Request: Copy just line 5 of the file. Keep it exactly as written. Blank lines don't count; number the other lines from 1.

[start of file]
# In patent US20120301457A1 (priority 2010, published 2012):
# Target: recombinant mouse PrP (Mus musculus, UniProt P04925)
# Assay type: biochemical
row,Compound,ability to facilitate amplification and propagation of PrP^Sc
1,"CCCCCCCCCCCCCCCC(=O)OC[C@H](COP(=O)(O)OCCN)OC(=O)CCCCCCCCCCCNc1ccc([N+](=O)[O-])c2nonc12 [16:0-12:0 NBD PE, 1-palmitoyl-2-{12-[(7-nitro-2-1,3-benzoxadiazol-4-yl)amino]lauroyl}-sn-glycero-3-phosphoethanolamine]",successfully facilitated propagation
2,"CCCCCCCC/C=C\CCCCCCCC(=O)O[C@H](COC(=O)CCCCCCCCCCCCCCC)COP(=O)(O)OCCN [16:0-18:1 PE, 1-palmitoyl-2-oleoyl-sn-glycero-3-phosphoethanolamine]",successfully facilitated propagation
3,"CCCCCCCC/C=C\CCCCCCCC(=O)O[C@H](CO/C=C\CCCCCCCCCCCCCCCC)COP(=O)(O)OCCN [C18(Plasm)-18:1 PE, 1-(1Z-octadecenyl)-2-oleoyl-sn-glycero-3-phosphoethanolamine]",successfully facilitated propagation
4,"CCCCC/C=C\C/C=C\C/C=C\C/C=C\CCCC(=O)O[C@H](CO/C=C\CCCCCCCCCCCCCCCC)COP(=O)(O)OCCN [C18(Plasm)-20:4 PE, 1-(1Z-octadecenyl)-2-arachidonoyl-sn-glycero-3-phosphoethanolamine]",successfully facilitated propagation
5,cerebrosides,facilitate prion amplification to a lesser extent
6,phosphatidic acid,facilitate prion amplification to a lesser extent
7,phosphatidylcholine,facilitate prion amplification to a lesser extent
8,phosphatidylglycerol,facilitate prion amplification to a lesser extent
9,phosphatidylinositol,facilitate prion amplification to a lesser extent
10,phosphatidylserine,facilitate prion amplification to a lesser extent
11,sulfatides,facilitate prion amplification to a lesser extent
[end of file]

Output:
1,"CCCCCCCCCCCCCCCC(=O)OC[C@H](COP(=O)(O)OCCN)OC(=O)CCCCCCCCCCCNc1ccc([N+](=O)[O-])c2nonc12 [16:0-12:0 NBD PE, 1-palmitoyl-2-{12-[(7-nitro-2-1,3-benzoxadiazol-4-yl)amino]lauroyl}-sn-glycero-3-phosphoethanolamine]",successfully facilitated propagation